The Brinsmeads down under

Brinsmead Migrations to Australia and New Zealand

New Zealand


Coming Soon

Reuben and Louisa Brinsmead

Henry and Jemima Brinsmead

CJ and Laura Brinsmead

The Barker Family

John Brinsmead from Exeter

More Australian Brinsmeads

James and Harriet Brinsmead

James qualified as a pharmacist in Great Britain in 1868.  James Brinsmead and his wife Harriet (nee Pyrke) left England for Australia in June of 1879, a few months after they were married. The undertook a 120 day trip from London to Melbourne on the  wool ship Mermerus run by the Golden Fleece Line. It only carried 15 passengers including James and Harriet Brinsmead.

James was born in St. Giles in the Wood in Devon in 1845. He was baptised Thomas James Brinsmead, the son of Thomas and Emily Brinsmead (nee Cock). We know little of his early life. He appears on the 1851 census, age 6, a scholar, living with his parents on the main street of St. Giles Village.  He apprenticed to a chemist in Great Torrington named Fowler in about 1862 and received his liscence to practice. Later correspondence tells us he spent seven years in Italy and "knew France from the Channel to the Mediterranean".  In 1878, still a bachelor at 33 years old, he married Harriet Pryke, a 33 year old widow, (born in 1836 as Harriet Bury) in Lambeth, London, England. They were married at St. Matthews Church, Brixton. His residence is listed as Paris. By then he had taken his training as a chemist, because he is listed as such on the marriage certificate and on the ship's passenger's list shown below.

Once in Australia, James Brinsmead set himself up as a dispensing chemist. We have little indication so far of where James first settled. The Argus, from Melbourne, reported the approval of his registration as a pharmacist, based on his British registration, on July 11th, 1879. By 1883 he was himself appointed to sit as Examiner on the Pharmacy Board (Argus, 16 November, 1883). His address in 1885, according to the British Society's Register was 14 Andrew Street, Melbourne. We do know that he ran chemists shops in both Traralgon, a country town East of Melbourne, and in St. Kilda, just to the South of Melbourne. An account of Traralgon in 1908 speaks of the shop of James Brinsmead being located on the corner of Franklin and Seymour Streets.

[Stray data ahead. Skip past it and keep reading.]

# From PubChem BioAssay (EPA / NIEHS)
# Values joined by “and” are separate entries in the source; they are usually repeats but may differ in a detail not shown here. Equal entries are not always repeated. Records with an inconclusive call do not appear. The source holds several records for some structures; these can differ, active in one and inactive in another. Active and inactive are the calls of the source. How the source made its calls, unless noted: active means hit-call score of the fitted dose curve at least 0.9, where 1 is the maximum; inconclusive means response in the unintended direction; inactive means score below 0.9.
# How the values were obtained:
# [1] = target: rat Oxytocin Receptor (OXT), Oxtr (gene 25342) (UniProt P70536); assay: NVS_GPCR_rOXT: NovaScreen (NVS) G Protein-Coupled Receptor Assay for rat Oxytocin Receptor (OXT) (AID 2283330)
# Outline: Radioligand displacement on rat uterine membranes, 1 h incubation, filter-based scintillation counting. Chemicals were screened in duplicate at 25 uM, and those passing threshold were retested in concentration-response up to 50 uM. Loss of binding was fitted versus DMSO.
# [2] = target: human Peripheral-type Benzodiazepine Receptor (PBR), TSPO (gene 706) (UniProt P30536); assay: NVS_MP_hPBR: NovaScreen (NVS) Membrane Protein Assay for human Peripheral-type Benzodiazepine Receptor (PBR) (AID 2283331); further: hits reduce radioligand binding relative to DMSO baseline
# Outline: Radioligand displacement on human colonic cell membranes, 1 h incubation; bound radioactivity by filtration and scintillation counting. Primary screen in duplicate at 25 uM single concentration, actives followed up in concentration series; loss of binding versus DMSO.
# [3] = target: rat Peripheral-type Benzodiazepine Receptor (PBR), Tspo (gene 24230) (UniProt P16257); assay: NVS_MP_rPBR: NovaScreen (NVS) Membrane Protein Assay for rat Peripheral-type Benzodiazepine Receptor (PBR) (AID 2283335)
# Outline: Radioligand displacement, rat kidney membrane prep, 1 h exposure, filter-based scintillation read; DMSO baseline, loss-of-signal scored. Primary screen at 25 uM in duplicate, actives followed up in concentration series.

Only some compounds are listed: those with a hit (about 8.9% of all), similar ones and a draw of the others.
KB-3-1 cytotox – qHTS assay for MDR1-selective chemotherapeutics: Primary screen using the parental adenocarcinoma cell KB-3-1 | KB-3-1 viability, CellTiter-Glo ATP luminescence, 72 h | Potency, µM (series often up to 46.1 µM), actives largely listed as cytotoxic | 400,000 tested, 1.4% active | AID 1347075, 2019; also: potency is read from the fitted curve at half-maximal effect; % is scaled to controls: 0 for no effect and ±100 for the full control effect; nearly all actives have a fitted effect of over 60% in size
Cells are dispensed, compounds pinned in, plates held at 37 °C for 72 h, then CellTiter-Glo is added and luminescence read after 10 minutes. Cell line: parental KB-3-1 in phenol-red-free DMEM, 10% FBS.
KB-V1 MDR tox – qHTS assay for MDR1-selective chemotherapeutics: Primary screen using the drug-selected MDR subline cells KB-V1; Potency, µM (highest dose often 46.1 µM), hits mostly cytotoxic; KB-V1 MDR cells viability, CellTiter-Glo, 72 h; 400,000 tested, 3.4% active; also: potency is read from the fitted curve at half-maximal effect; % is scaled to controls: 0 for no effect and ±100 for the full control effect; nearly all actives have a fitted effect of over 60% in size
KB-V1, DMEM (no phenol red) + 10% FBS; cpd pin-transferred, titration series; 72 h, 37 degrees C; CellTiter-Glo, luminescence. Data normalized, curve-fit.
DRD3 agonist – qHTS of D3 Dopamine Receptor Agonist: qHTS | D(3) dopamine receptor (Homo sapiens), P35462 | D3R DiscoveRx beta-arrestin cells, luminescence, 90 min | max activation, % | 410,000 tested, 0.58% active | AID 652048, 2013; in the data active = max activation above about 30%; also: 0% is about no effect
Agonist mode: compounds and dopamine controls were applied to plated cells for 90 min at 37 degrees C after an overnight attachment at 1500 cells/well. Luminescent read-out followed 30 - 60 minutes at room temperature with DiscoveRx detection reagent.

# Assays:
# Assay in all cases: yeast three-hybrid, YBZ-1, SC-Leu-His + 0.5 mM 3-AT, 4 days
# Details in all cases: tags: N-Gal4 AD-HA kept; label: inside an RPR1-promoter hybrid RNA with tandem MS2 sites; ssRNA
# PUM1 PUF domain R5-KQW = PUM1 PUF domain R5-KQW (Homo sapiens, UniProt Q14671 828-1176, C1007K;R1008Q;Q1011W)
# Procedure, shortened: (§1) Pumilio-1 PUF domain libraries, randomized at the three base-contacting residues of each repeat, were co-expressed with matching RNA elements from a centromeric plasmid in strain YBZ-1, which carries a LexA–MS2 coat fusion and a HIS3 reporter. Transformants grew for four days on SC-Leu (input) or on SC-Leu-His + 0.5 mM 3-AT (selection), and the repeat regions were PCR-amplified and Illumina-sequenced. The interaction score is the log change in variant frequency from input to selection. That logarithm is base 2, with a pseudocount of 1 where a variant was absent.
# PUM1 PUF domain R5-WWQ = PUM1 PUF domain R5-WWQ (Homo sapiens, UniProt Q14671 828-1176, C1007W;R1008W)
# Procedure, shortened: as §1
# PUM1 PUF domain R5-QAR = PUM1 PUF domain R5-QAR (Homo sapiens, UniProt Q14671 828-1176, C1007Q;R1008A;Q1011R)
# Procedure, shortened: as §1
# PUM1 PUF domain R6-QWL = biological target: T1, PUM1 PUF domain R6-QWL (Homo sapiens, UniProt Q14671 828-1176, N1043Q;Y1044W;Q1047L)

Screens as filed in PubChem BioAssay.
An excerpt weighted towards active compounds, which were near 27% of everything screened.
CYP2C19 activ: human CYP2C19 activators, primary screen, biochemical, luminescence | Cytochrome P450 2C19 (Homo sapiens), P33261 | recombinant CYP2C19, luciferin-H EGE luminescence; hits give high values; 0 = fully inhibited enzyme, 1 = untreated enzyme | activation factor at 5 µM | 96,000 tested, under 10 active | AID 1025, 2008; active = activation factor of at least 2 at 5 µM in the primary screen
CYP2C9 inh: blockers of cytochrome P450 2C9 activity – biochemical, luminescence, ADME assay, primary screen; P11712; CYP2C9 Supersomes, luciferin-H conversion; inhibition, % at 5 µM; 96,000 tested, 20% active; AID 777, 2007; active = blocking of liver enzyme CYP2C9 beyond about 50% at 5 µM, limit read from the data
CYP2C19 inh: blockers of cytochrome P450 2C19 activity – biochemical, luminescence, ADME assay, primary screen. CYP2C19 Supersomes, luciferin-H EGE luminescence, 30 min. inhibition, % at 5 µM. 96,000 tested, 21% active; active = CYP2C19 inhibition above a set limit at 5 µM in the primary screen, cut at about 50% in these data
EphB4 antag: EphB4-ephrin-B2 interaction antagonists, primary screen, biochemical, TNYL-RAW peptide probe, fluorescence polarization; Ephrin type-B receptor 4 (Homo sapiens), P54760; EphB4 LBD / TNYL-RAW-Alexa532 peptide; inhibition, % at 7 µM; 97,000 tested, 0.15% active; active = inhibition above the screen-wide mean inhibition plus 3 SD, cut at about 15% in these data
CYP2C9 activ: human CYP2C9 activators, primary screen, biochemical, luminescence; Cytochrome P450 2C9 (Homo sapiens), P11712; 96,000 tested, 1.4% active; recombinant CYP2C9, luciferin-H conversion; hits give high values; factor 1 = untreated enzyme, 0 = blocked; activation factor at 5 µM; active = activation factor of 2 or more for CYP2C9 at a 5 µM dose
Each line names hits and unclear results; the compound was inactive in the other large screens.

James Brinsmead's chemist shop in St. Kilda, in the Ripponlea area, is said to have been built by him in 1913 and rebuilt as a showpiece in 1918 by a Frank Damyon. It is still an operating pharmacy, now known as S. Rosenblums. Brinsmead's Pharmacy was restored with the help of Heritage Victoria. They describe it as one of Victoria's finest chemist shops on account of its shop front and fittings. They say "Leadlight was a common feature of commercial retail buildings built early in this century but rarely was it deployed so extensively and  with such skill as in this instance."

Fragments of Brinsmead's original signage and insignia remain and the leaded glass work is indeed magnificent.  The names is still laid out in tile on the front door, and a cast nameplate still identifies the original owner. A fragment of an old advertisement remains on the side wall, despite repainting and the inevitable efforts of graffiti artists.

The appointments inside the shop are also true to period and well preserved, although we were unable to take photographs.



James Brinsmead wrote often to the newspaper, expressing his point of view on many topics, ranging from the origin of the name St. Kilda (Argus, 16 September 1884 - where he refers to an old friend writing from Torrington,  showing he kept in touch with his roots) to Profitable Poultry (Argus, June 19, 1899). In 1903 he was advocating the use of English Starlings to curb the caterpillar pest (Argus, December 28, 1903). In 1909, he wrote to disparage the idea that Sicilians should be brought to Australia, describing his own 7 years in Italy, and the ills brought about by blackmailing secret societies like the Mafia.

Brinsmead's Pharmacy advertised extensively in the regional press. This advertisement appeared in the newspaper in Geelong about 100 kilometers away.  It suggests James may have acquired a few languages in his time. Like other pharmacies of the time, Brinsmeads also used their own glass dispensing bottles which, today, are collectors' pieces.

By 1907, James Brinsmead was serving as a Justice of The Peace in Traralgon.

Death Notice in the Argus, May 25th, 1916.

James Brinsmead died in 1916 in Fitzroy South, Victoria (Victoria Great War Index, 1916 Reg. No. 5853). Harriet died in October, 1921 in Malvern East (Victoria Great War Index, 1921 Reg. No. 14658, Age 85). There were no children. At the time she lived at Denton, High Street, East Malvern. Her estate was divided between her four nieces (Argus, December 20th, 1921).